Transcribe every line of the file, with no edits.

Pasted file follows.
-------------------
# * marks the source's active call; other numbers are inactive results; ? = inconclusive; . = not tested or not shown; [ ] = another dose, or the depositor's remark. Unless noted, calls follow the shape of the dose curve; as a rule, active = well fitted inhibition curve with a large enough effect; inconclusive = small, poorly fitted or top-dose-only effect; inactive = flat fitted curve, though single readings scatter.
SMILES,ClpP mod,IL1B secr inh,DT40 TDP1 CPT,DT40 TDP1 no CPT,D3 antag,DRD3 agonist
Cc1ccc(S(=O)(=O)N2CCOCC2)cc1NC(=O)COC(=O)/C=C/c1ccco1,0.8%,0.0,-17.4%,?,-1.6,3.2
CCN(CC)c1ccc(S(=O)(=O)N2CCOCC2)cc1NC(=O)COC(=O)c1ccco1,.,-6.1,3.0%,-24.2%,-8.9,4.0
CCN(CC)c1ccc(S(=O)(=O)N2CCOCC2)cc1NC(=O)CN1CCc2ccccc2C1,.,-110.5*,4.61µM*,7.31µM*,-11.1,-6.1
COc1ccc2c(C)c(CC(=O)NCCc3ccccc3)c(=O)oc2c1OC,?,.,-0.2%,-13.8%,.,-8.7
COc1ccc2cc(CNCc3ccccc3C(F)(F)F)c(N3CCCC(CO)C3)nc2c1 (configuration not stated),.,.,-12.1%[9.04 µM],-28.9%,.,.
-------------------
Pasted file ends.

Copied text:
# * marks the source's active call; other numbers are inactive results; ? = inconclusive; . = not tested or not shown; [ ] = another dose, or the depositor's remark. Unless noted, calls follow the shape of the dose curve; as a rule, active = well fitted inhibition curve with a large enough effect; inconclusive = small, poorly fitted or top-dose-only effect; inactive = flat fitted curve, though single readings scatter.
SMILES,ClpP mod,IL1B secr inh,DT40 TDP1 CPT,DT40 TDP1 no CPT,D3 antag,DRD3 agonist
Cc1ccc(S(=O)(=O)N2CCOCC2)cc1NC(=O)COC(=O)/C=C/c1ccco1,0.8%,0.0,-17.4%,?,-1.6,3.2
CCN(CC)c1ccc(S(=O)(=O)N2CCOCC2)cc1NC(=O)COC(=O)c1ccco1,.,-6.1,3.0%,-24.2%,-8.9,4.0
CCN(CC)c1ccc(S(=O)(=O)N2CCOCC2)cc1NC(=O)CN1CCc2ccccc2C1,.,-110.5*,4.61µM*,7.31µM*,-11.1,-6.1
COc1ccc2c(C)c(CC(=O)NCCc3ccccc3)c(=O)oc2c1OC,?,.,-0.2%,-13.8%,.,-8.7
COc1ccc2cc(CNCc3ccccc3C(F)(F)F)c(N3CCCC(CO)C3)nc2c1 (configuration not stated),.,.,-12.1%[9.04 µM],-28.9%,.,.